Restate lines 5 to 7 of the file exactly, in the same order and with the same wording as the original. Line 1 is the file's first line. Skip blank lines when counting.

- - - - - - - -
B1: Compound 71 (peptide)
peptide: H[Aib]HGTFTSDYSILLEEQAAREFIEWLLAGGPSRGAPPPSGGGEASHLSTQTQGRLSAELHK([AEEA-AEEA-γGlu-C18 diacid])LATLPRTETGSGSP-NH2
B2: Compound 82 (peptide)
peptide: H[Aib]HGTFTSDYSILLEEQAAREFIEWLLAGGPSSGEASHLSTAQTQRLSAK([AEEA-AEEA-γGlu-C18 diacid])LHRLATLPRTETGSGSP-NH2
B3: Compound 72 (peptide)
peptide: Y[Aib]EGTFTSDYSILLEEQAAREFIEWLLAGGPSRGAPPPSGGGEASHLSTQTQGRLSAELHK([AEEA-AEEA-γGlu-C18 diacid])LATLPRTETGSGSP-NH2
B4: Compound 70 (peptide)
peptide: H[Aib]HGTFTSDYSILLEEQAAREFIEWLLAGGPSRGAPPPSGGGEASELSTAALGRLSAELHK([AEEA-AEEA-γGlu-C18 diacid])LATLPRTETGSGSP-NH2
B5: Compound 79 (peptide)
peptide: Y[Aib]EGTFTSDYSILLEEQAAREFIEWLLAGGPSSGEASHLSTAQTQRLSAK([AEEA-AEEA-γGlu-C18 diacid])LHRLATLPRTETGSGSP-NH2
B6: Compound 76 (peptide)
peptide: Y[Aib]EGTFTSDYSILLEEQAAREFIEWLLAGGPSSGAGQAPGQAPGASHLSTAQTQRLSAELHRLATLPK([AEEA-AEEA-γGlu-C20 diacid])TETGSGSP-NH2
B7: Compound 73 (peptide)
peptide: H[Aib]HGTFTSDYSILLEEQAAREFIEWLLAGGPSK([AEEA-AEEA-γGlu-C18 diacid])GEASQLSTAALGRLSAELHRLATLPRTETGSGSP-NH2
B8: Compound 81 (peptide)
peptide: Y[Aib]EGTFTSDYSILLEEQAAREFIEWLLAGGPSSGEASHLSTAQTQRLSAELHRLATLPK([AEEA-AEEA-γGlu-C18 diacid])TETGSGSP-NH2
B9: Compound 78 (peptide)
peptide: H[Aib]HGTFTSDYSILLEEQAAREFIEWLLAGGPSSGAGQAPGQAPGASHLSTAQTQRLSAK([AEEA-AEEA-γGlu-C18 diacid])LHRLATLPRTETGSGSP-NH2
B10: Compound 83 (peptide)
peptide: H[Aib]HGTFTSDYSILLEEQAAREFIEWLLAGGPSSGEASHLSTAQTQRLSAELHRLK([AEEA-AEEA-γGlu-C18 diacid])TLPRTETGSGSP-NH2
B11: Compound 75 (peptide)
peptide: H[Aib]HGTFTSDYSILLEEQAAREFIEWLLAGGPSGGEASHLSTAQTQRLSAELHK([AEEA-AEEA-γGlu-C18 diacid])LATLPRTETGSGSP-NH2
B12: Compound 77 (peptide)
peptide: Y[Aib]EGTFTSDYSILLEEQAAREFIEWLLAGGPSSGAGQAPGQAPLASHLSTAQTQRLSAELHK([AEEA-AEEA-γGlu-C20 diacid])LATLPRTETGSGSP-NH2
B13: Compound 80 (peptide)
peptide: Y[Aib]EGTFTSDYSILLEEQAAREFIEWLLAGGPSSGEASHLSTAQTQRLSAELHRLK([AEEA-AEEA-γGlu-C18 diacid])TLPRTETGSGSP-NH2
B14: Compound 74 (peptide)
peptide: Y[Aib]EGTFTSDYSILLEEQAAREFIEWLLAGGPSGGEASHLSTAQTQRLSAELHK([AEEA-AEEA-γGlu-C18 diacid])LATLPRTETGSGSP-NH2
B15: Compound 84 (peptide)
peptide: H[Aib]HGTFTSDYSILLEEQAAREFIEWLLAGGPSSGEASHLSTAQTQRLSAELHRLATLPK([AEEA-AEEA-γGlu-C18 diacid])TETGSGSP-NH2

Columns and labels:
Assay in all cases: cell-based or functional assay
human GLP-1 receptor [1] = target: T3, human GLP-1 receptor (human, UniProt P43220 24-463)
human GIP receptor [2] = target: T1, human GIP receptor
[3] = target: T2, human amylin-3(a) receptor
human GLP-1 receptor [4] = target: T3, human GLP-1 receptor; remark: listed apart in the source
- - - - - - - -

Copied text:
B3: Compound 72 (peptide)
peptide: Y[Aib]EGTFTSDYSILLEEQAAREFIEWLLAGGPSRGAPPPSGGGEASHLSTQTQGRLSAELHK([AEEA-AEEA-γGlu-C18 diacid])LATLPRTETGSGSP-NH2
B4: Compound 70 (peptide)